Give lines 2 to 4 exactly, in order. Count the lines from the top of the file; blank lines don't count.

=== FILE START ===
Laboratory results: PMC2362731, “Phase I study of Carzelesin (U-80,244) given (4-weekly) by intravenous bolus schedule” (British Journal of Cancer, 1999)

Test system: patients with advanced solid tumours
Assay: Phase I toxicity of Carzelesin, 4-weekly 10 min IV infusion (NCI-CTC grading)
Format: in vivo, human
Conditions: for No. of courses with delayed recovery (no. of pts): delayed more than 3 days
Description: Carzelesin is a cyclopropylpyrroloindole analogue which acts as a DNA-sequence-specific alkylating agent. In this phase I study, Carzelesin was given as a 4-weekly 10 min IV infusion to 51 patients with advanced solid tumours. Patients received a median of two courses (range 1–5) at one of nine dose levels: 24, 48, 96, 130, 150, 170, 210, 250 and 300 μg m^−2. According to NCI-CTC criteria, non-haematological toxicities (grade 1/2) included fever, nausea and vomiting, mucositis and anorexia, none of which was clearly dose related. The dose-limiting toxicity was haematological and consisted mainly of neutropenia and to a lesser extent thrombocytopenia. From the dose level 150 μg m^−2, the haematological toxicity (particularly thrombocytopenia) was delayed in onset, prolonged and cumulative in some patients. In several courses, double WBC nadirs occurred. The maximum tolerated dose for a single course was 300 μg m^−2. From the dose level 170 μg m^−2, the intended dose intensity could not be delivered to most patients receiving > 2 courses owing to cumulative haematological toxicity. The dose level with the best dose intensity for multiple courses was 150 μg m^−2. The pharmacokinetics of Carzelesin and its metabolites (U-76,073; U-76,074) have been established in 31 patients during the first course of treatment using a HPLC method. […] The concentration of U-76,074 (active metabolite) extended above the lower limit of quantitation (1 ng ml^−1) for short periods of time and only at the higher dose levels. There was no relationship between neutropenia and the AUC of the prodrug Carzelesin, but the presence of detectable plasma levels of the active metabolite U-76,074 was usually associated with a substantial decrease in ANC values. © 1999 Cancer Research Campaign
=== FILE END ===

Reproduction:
Test system: patients with advanced solid tumours
Assay: Phase I toxicity of Carzelesin, 4-weekly 10 min IV infusion (NCI-CTC grading)
Format: in vivo, human